Friday, June 17, 2005

Unselfishness: A Principle of Good Management?

This quotation headed the agenda of a recent CTE management group meeting.

But above all the [community members] had to learn to live together amicably. The inevitable difficulties of living with people whom they might not find personally congenial would put the equanimity they were supposed to have acquired in meditation to the test. It was no good radiating compassion to the four quarters of the earth if members could not be kind to one another.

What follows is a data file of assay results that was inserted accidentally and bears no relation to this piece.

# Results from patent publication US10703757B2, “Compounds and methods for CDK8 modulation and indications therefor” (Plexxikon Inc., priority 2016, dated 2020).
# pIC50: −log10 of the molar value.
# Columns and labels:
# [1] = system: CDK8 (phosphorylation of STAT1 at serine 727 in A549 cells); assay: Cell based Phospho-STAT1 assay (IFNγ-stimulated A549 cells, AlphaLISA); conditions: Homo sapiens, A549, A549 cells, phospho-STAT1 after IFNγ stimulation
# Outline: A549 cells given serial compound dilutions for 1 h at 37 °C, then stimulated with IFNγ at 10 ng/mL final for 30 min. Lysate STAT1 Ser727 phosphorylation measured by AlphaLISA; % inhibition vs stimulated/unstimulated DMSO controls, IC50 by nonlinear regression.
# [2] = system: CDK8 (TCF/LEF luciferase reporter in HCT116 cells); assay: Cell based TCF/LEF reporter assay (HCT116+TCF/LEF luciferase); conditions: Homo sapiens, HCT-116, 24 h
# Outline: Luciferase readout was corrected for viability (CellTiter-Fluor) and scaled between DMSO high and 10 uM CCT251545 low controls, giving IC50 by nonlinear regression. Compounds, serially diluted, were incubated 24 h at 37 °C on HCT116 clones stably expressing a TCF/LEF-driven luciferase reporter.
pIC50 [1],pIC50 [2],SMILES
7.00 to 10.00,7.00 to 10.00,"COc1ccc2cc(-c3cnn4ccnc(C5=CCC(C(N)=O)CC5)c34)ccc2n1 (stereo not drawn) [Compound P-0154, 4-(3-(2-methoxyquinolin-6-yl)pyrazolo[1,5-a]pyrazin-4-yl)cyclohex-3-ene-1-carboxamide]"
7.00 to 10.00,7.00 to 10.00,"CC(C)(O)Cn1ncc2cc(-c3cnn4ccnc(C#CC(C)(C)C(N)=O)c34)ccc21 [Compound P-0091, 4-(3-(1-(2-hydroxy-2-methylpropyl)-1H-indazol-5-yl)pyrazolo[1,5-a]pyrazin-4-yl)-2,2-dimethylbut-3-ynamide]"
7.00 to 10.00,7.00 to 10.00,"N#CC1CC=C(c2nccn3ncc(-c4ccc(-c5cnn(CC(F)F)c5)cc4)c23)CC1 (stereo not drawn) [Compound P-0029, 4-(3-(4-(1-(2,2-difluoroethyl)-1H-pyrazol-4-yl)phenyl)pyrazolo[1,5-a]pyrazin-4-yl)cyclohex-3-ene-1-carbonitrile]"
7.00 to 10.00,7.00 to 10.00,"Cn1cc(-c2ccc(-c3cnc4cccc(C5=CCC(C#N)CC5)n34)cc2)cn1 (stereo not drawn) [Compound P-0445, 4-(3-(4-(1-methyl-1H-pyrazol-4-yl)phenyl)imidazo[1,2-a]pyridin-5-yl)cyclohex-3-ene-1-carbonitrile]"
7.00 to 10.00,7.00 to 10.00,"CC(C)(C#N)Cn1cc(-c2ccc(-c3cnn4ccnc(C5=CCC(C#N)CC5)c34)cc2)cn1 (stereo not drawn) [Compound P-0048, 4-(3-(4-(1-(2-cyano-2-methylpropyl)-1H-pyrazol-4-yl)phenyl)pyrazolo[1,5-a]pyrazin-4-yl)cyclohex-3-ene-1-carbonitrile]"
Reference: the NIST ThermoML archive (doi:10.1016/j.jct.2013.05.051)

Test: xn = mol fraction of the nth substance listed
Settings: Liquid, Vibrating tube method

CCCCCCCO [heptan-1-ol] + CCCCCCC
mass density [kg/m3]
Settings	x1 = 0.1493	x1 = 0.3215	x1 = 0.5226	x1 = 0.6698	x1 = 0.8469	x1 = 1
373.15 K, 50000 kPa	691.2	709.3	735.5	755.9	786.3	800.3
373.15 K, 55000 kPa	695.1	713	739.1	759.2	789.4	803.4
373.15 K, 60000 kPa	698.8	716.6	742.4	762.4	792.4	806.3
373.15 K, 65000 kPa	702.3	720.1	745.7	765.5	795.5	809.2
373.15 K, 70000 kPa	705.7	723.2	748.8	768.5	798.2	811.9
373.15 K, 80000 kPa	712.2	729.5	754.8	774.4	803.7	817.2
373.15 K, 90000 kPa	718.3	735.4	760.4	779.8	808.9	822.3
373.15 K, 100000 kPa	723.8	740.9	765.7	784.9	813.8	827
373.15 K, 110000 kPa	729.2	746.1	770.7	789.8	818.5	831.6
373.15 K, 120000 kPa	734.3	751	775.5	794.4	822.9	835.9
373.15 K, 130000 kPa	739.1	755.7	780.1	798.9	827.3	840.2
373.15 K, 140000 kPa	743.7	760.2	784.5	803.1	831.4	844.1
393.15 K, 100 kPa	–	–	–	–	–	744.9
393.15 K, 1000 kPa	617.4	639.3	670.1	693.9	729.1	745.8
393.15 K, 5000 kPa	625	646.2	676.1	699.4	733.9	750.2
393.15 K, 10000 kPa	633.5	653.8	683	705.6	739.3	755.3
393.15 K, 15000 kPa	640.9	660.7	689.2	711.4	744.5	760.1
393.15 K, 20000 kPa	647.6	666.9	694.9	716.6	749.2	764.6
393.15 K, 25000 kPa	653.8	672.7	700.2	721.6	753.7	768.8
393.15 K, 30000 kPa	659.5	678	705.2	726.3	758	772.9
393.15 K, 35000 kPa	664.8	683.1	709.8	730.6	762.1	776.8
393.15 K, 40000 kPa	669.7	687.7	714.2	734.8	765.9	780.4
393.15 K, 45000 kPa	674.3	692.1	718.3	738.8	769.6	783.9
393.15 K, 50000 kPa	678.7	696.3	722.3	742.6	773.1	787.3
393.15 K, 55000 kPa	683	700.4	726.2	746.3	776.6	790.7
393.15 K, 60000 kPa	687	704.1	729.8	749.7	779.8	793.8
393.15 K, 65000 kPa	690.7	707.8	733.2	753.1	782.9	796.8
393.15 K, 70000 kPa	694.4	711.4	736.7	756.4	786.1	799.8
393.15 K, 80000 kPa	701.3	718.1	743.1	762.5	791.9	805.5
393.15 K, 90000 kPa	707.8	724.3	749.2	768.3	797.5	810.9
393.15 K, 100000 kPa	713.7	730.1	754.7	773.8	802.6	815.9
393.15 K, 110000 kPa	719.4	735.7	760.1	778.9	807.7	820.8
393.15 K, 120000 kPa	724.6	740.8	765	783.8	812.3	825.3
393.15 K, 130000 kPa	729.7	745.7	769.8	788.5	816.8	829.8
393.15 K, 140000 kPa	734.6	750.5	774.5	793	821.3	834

Karen Armstrong , Buddha (2001)

This was a principle to which The Buddha was deeply committed as a guide for how communities of priests (the Sangha) should function. In CTE we have focused more on individuals; on aligning work in CTE with individual professional development goals. I have asked that the latter be clearly stated and operational. But in reading Armstrong’s passage, I was struck by another possibility. Suppose our overriding priorities were supporting another (our professional development partner?) or perhaps all other Management Group members in attaining their goals. How would this change the climate in which we work? Are we kind enough to each other?

Something to reflect on.


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